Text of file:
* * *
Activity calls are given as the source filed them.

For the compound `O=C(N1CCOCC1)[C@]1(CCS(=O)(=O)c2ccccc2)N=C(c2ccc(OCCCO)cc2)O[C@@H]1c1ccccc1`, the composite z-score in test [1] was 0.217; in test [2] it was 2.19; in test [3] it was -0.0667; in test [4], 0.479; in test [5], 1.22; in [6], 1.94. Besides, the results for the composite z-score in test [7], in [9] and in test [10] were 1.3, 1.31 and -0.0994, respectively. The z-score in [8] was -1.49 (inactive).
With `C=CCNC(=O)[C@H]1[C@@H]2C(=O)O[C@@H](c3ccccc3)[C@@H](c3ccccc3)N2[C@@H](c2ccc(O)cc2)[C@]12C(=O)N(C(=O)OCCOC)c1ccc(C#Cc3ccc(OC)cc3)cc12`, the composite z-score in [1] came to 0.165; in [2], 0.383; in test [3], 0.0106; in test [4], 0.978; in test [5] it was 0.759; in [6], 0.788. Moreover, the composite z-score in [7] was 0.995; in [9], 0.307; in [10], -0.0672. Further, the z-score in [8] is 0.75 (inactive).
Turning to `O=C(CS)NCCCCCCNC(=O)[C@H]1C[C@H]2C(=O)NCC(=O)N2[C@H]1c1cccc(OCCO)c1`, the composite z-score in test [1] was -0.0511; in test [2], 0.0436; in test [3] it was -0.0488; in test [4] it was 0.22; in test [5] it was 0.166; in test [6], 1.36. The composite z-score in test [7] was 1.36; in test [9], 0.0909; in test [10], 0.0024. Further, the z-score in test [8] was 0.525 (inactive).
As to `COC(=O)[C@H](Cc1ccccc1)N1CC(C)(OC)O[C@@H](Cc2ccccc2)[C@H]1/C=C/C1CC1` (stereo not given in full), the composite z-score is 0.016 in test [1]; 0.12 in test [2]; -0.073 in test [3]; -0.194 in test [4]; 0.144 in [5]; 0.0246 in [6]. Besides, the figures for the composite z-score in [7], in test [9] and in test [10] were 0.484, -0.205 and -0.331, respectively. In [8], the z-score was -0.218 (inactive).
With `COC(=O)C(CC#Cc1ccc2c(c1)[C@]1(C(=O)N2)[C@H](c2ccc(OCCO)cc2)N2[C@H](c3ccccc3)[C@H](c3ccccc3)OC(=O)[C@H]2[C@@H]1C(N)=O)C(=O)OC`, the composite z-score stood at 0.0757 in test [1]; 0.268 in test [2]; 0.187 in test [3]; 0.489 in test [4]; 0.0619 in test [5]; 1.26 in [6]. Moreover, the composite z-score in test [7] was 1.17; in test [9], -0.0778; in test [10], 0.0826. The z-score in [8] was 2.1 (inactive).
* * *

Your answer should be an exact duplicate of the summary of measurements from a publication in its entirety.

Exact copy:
Activity calls are given as the source filed them.

For the compound `O=C(N1CCOCC1)[C@]1(CCS(=O)(=O)c2ccccc2)N=C(c2ccc(OCCCO)cc2)O[C@@H]1c1ccccc1`, the composite z-score in test [1] was 0.217; in test [2] it was 2.19; in test [3] it was -0.0667; in test [4], 0.479; in test [5], 1.22; in [6], 1.94. Besides, the results for the composite z-score in test [7], in [9] and in test [10] were 1.3, 1.31 and -0.0994, respectively. The z-score in [8] was -1.49 (inactive).
With `C=CCNC(=O)[C@H]1[C@@H]2C(=O)O[C@@H](c3ccccc3)[C@@H](c3ccccc3)N2[C@@H](c2ccc(O)cc2)[C@]12C(=O)N(C(=O)OCCOC)c1ccc(C#Cc3ccc(OC)cc3)cc12`, the composite z-score in [1] came to 0.165; in [2], 0.383; in test [3], 0.0106; in test [4], 0.978; in test [5] it was 0.759; in [6], 0.788. Moreover, the composite z-score in [7] was 0.995; in [9], 0.307; in [10], -0.0672. Further, the z-score in [8] is 0.75 (inactive).
Turning to `O=C(CS)NCCCCCCNC(=O)[C@H]1C[C@H]2C(=O)NCC(=O)N2[C@H]1c1cccc(OCCO)c1`, the composite z-score in test [1] was -0.0511; in test [2], 0.0436; in test [3] it was -0.0488; in test [4] it was 0.22; in test [5] it was 0.166; in test [6], 1.36. The composite z-score in test [7] was 1.36; in test [9], 0.0909; in test [10], 0.0024. Further, the z-score in test [8] was 0.525 (inactive).
As to `COC(=O)[C@H](Cc1ccccc1)N1CC(C)(OC)O[C@@H](Cc2ccccc2)[C@H]1/C=C/C1CC1` (stereo not given in full), the composite z-score is 0.016 in test [1]; 0.12 in test [2]; -0.073 in test [3]; -0.194 in test [4]; 0.144 in [5]; 0.0246 in [6]. Besides, the figures for the composite z-score in [7], in test [9] and in test [10] were 0.484, -0.205 and -0.331, respectively. In [8], the z-score was -0.218 (inactive).
With `COC(=O)C(CC#Cc1ccc2c(c1)[C@]1(C(=O)N2)[C@H](c2ccc(OCCO)cc2)N2[C@H](c3ccccc3)[C@H](c3ccccc3)OC(=O)[C@H]2[C@@H]1C(N)=O)C(=O)OC`, the composite z-score stood at 0.0757 in test [1]; 0.268 in test [2]; 0.187 in test [3]; 0.489 in test [4]; 0.0619 in test [5]; 1.26 in [6]. Moreover, the composite z-score in test [7] was 1.17; in test [9], -0.0778; in test [10], 0.0826. The z-score in [8] was 2.1 (inactive).